Positive Behavior Interventions
Volume 5, Number 2, Spring 2003
TABLE OF CONTENTS AND ABSTRACTS
Robert L. Koegel and Glen Dunlap
Promoting Implementation Success Through the Use of Continuous Systems-Level Assessment Strategies
Rachel L. Freeman, Christopher L. Smith, Marie, and Tieghi-Benet
Successful implementation of school-wide positive behavior support (PBS) requires a continuous evaluation of program data. It also requires an ongoing review of how those data relate to organizational strengths, needs, professional development concerns, and the larger community. Accomplishing these tasks can be a formidable undertaking, particularly when school staff members have limited training in data-based decision making. This paper will describe how a continuous systems-level assessment process is being implemented in one urban middle school to address behavioral and academic objectives.
Shifting from Reactive to Proactive Discipline in an Urban School District: A Change of Focus Through PBIS Implementation
Dawn Liebek and Lucille Eber
The applied science of positive behavior support (PBS) (Carr et al., 2002) was initially developed as an alternative to aversive interventions for changing self-injurious and aggressive behaviors of individual youth with developmental disabilities (Duran & Carr, 1985). PBS has been recently extended from an approach with individual children to a school-wide intervention for schools (Scott & Hunter, 2001, Dwyer & Osher, 2000; Lewis, Sugai, & Colvin, 1998). The Illinois Positive Behavior Interventions and Supports (PBIS) Network is a statewide technical assistance project that is focused on applying the science of positive behavior support (PBS) at a school-wide level through a systems approach. PBIS in Illinois supports the development of proactive school-wide discipline systems that provide multiple levels of intervention to address the behavior support needs of all students, including those with significant behavior challenges (see the PBIS section of www.ebdnetwork-il.org). This article describes PBIS implementation as experienced by an urban school district in Illinois. Illinois participates as a demonstration site for the U.S. Department of Education’s National Center on PBIS, which provides technical assistance on how to implement effective positive behavior supports at a school-wide level (Bradley, 2001). This school-wide systems application of PBS (known in Illinois as PBIS) is also referred to in the literature as Effective Behavior Supports (EBS) (Sugai & Horner, 2001)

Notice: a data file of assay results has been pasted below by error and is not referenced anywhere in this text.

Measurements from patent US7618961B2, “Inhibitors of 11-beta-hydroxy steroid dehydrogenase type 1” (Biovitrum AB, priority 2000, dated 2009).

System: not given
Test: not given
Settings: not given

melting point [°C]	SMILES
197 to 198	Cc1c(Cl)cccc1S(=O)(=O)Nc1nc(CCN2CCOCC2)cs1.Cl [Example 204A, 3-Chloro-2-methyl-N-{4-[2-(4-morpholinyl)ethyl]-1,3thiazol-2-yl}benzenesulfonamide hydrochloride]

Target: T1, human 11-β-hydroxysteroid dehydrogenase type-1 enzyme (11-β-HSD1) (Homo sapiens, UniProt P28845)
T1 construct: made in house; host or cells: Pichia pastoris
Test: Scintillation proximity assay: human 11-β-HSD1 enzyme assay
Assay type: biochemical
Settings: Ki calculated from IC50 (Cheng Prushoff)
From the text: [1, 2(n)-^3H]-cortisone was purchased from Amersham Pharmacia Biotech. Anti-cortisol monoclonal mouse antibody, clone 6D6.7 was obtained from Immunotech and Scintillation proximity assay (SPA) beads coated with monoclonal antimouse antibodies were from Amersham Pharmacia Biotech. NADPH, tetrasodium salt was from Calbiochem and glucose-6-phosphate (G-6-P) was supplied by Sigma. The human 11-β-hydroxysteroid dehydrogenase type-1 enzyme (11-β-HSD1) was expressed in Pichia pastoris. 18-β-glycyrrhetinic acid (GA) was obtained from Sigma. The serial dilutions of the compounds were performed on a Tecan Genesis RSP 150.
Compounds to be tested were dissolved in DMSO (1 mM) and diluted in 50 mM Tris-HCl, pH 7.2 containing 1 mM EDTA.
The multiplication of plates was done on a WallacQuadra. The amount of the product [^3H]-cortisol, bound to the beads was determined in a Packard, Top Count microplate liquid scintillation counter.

Urban Applications of School-wide Positive Behavior Support: Critical Issues and Lessons Learned
Jared S. Warren, Hank M. Edmonson, Peter Griggs, Steve Lassen, Amy McCart, Ann Turnbull, and Wayne Sailor